The formation of thin nanocomposite films comprising colloidal gold particles in a fatty acid matrix by a simple solution based diffusion process is described. A simple two-step process accomplishes the formation of the composite films. In the first stage, avidin molecules are incorporated into thermally evaporated arachidic acid (AA) films by simple immersion of the lipid films in an aqueous solution of the protein. The diffusion of the avidin molecules is driven by attractive electrostatic interaction between charged side chains of the protein and the carboxylate ions of the AA matrix. Thereafter, biotinylated colloidal gold particles are incorporated into the protein-containing AA matrix by a similar immersion procedure. The high- affinity biotinavidin interaction drives the diffusion of the biotinylated gold particles into the matrix and a colloidal nanocomposite results. The kinetics of protein incorporation as well as colloidal particle diffusion in the fatty acid matrix were characterized using quartz crystal microgravimetry (QCM) and ultraviolet-visible spectroscopy and analyzed in terms of a one- dimensional diffusion model. The nanocomposite films were further characterized by Fourier transform infrared (FTIR) spectroscopy which, together with the QCM and UV-vis spectroscopy measurements of the biotin- avidin recognition driven gold particle diffusion, indicates that the protein molecules are encapsulated in the fatty acid matrix without significant perturbation to their biological activity.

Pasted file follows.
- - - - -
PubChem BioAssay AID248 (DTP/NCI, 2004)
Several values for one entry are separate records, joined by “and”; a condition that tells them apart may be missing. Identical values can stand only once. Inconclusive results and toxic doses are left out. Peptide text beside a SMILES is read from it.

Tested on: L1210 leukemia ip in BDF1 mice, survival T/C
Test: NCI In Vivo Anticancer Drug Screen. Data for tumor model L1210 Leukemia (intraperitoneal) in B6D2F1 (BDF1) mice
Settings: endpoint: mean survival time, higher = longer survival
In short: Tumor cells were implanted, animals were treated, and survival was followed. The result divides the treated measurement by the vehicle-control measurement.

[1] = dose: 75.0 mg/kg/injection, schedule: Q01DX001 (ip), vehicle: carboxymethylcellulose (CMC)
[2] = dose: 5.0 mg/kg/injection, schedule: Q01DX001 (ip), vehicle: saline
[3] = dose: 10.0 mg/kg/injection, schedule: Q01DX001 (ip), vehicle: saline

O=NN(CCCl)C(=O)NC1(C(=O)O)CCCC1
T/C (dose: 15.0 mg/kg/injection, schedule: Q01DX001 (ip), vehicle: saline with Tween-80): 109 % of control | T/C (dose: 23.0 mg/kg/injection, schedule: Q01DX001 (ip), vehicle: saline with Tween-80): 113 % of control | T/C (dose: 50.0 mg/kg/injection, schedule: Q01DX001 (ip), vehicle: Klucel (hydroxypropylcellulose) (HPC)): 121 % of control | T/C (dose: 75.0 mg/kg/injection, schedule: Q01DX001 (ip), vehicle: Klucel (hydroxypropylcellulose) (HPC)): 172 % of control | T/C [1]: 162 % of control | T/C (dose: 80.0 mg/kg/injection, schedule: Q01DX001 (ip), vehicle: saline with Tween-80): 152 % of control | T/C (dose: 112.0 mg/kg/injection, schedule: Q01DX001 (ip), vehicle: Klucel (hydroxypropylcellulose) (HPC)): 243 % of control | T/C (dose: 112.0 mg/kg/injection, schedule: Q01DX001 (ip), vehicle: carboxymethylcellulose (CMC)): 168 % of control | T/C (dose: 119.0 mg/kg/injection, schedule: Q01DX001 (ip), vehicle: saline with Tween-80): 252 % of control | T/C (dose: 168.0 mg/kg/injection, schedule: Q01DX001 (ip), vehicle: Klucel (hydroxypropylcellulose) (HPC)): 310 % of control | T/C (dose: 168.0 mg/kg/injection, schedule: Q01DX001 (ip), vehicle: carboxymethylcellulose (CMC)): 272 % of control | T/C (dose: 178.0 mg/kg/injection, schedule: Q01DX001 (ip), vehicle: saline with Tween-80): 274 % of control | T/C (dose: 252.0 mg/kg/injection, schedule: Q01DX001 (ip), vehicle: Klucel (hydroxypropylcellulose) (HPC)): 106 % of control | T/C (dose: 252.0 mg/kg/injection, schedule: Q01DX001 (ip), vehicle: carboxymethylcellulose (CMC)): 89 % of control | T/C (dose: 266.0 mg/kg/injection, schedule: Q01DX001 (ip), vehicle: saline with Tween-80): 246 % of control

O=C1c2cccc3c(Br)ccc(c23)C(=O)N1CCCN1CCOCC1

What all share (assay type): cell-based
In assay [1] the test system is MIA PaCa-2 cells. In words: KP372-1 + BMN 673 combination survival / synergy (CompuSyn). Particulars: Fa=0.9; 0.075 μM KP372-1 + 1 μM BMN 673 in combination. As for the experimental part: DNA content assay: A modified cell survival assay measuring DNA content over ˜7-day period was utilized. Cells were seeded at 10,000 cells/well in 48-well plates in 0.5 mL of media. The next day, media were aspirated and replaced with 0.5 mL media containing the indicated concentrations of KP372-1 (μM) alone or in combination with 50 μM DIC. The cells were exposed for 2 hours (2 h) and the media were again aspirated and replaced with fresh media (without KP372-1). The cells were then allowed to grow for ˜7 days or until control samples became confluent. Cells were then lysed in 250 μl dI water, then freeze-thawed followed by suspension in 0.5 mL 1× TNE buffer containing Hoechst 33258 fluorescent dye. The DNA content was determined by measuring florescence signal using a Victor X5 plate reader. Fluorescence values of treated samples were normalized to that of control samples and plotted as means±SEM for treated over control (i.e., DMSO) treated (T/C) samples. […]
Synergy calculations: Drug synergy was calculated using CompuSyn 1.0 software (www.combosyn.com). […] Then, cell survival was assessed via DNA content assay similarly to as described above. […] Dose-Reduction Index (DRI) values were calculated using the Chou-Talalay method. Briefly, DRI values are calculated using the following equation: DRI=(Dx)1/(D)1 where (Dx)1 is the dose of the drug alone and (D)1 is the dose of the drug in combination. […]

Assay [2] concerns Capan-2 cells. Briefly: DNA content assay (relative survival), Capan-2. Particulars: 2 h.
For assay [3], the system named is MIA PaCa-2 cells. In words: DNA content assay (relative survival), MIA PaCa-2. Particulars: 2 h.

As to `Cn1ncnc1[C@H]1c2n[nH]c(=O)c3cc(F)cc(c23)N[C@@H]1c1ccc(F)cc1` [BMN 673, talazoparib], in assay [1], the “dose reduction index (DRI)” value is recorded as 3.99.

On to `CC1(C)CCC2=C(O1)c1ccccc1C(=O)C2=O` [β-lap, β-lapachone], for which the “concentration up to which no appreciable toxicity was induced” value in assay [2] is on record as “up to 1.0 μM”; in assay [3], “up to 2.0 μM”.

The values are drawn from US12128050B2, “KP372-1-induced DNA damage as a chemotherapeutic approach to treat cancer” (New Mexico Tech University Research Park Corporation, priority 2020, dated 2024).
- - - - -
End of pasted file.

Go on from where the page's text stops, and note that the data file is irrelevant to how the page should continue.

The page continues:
|Number of pages||6|
|Journal||Physical Chemistry Chemical Physics|
|Publication status||Published - 15 May 2000|